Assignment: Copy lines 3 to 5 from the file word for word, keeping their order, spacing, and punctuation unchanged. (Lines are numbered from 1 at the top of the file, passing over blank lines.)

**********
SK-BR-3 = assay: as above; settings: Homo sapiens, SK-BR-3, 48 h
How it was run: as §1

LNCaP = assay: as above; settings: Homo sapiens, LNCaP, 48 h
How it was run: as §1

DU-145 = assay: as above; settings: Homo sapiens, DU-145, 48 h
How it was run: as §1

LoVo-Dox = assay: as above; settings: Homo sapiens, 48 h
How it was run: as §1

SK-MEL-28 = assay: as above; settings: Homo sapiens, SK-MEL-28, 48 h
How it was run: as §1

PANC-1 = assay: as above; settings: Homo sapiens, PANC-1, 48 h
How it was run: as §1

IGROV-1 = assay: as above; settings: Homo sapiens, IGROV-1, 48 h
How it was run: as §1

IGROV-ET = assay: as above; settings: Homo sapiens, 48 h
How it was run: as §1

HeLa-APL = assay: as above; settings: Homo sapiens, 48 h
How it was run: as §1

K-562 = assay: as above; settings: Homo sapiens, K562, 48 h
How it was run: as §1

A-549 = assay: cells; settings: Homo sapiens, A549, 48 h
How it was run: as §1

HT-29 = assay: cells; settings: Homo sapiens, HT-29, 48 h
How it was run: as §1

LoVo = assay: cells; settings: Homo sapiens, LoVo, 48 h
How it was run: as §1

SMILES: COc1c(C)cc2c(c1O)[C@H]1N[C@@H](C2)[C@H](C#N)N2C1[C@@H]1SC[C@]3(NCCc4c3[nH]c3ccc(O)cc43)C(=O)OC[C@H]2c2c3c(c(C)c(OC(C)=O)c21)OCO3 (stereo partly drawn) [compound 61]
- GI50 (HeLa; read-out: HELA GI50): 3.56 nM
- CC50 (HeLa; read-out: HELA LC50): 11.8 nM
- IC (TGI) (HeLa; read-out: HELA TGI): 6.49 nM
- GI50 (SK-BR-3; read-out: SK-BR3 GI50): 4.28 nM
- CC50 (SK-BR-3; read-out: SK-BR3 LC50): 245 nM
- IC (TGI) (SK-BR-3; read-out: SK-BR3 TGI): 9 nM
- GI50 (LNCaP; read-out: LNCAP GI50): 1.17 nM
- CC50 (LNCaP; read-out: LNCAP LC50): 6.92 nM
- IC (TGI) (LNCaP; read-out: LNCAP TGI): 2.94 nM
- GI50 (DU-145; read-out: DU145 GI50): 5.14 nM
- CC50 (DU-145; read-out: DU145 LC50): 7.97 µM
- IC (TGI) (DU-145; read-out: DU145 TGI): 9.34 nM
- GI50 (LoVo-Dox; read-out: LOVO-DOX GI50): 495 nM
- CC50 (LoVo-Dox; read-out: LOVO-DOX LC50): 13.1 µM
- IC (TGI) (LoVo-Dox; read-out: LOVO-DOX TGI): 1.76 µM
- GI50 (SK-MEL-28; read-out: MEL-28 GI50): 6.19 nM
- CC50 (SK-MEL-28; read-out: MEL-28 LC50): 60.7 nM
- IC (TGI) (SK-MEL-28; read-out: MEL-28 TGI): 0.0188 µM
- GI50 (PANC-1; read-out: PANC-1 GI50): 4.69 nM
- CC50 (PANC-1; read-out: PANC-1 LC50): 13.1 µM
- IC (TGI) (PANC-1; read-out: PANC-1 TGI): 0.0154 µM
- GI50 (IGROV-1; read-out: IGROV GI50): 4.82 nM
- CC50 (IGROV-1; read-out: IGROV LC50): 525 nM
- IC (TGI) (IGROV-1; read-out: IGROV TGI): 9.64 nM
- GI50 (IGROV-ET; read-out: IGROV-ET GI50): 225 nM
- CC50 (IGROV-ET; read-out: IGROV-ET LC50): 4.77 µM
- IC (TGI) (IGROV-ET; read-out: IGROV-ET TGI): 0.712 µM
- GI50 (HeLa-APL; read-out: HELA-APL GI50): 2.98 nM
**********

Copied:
LNCaP = assay: as above; settings: Homo sapiens, LNCaP, 48 h
How it was run: as §1

DU-145 = assay: as above; settings: Homo sapiens, DU-145, 48 h